The US Department of Energy loan program was infamous in some circles after Solyndra went bankrupt. Of course, some of us realized there was nothing scandalous about the program and it was providing a big net benefit for the country. It’s not even hard to understand. Investors don’t invest in one company and put all their money on it. They scout out a number of good companies and spread out their investments. The US government did the same thing. Solyndra failed, but others saw huge success. For example, Tesla Motors has done so well that it paid off its DOE loan 9 years early.
Previous analyses have found the DOE loan program to be a big success. Bloomberg Businessweek this week reported that the program is likely to return a $5–6 billion net benefit for US taxpayers. The DOE is supposed to be releasing a report with these findings soon, perhaps in the coming week.
“The program has the authority to spend as much as $40 billion, and has allocated $32.4 billion of that to a portfolio with dozens of specific projects. Half of the $32.4 billion has already been paid out, in loans that average a 22-year lifecycle,” Climate Progress reports. “The Energy Department expects the full $5 to $6 billion return to come in over that total time period. But $3.5 billion of the principal for those loans has already been paid back by the various companies that received them, and the government has already garnered over $810 million in interest payments. The portfolio’s losses only amount to $780 million so far, and they aren’t expected to rise above $2 billion once everything is said and done — a fraction of the $10 billion in losses the government anticipated when it originally designed the program.”
Given that the government was providing loans for relatively high-risk but high-reward green companies trying to get to market, a good deal of failure was certainly expected. That was the nature of the program, and it was serving an important purpose as such.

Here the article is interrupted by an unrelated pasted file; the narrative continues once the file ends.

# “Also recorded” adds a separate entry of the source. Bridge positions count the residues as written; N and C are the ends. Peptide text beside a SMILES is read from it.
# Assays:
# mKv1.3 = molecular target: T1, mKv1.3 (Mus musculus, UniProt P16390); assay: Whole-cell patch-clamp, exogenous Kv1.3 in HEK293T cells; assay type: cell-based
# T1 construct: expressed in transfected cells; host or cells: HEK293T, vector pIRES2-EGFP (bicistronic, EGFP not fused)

The expected returns on DOE’s investment portfolio are especially noteworthy since venture capital is an inherently risky endeavor, and it was the explicit purpose of the loan program to seek out promising green energy projects that the private markets were unwilling to support. The issue is the so-called “valley of death,” the time when a firm has already spent all its capital on research, development, and capacity — and is thus at maximum debt — but has to see any market success and thus get the revenue to pay that debt down. This is the period DOE’s loan program was meant to shepherd companies through, and no loans were given out unless private investors made up at least 20 percent of the investment pool.
Despite a lot of hype from Mitt Romney and Republican congresspeople claiming that half or most of the companies that received loans under this DOE program had gone bankrupt, only four of the several dozen have actually gone bankrupt. Furthermore, investigations following the folding of Solyndra have resulted in a not-so-surprising result: no wrongdoing within the DOE or politically related to the program.
Aside from everything else, the program has created around 20,000 jobs.
When it comes down to it, this program was a huge benefit to the US, and will continue to be. Furthermore, if you compare it to what China has put in to support its solar manufacturing industry, well, it’s sadly laughable, as the chart at the top shows.